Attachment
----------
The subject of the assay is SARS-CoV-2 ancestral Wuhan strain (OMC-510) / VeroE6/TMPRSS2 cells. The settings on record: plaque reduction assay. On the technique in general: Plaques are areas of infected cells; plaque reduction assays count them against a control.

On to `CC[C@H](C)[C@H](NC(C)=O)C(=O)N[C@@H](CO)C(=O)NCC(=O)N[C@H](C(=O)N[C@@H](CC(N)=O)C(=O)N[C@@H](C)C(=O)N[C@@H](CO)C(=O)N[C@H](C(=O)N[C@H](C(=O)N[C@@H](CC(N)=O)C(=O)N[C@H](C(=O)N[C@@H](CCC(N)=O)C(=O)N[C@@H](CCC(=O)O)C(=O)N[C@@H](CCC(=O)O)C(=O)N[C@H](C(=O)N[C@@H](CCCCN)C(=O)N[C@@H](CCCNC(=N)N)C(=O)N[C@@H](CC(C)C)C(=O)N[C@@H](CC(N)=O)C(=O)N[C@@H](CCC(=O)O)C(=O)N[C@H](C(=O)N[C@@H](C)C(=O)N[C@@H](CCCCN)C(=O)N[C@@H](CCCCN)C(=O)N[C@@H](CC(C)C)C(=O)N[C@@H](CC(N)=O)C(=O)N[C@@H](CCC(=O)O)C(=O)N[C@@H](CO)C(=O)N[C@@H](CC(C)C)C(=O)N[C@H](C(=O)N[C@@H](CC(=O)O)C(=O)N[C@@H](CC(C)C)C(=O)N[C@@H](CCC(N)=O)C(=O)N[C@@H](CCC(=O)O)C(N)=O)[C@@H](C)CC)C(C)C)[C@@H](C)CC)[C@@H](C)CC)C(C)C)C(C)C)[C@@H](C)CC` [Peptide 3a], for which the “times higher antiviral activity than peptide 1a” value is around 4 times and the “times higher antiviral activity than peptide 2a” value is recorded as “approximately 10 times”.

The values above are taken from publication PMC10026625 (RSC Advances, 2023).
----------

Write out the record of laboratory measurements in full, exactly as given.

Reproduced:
The subject of the assay is SARS-CoV-2 ancestral Wuhan strain (OMC-510) / VeroE6/TMPRSS2 cells. The settings on record: plaque reduction assay. On the technique in general: Plaques are areas of infected cells; plaque reduction assays count them against a control.

On to `CC[C@H](C)[C@H](NC(C)=O)C(=O)N[C@@H](CO)C(=O)NCC(=O)N[C@H](C(=O)N[C@@H](CC(N)=O)C(=O)N[C@@H](C)C(=O)N[C@@H](CO)C(=O)N[C@H](C(=O)N[C@H](C(=O)N[C@@H](CC(N)=O)C(=O)N[C@H](C(=O)N[C@@H](CCC(N)=O)C(=O)N[C@@H](CCC(=O)O)C(=O)N[C@@H](CCC(=O)O)C(=O)N[C@H](C(=O)N[C@@H](CCCCN)C(=O)N[C@@H](CCCNC(=N)N)C(=O)N[C@@H](CC(C)C)C(=O)N[C@@H](CC(N)=O)C(=O)N[C@@H](CCC(=O)O)C(=O)N[C@H](C(=O)N[C@@H](C)C(=O)N[C@@H](CCCCN)C(=O)N[C@@H](CCCCN)C(=O)N[C@@H](CC(C)C)C(=O)N[C@@H](CC(N)=O)C(=O)N[C@@H](CCC(=O)O)C(=O)N[C@@H](CO)C(=O)N[C@@H](CC(C)C)C(=O)N[C@H](C(=O)N[C@@H](CC(=O)O)C(=O)N[C@@H](CC(C)C)C(=O)N[C@@H](CCC(N)=O)C(=O)N[C@@H](CCC(=O)O)C(N)=O)[C@@H](C)CC)C(C)C)[C@@H](C)CC)[C@@H](C)CC)C(C)C)C(C)C)[C@@H](C)CC` [Peptide 3a], for which the “times higher antiviral activity than peptide 1a” value is around 4 times and the “times higher antiviral activity than peptide 2a” value is recorded as “approximately 10 times”.

The values above are taken from publication PMC10026625 (RSC Advances, 2023).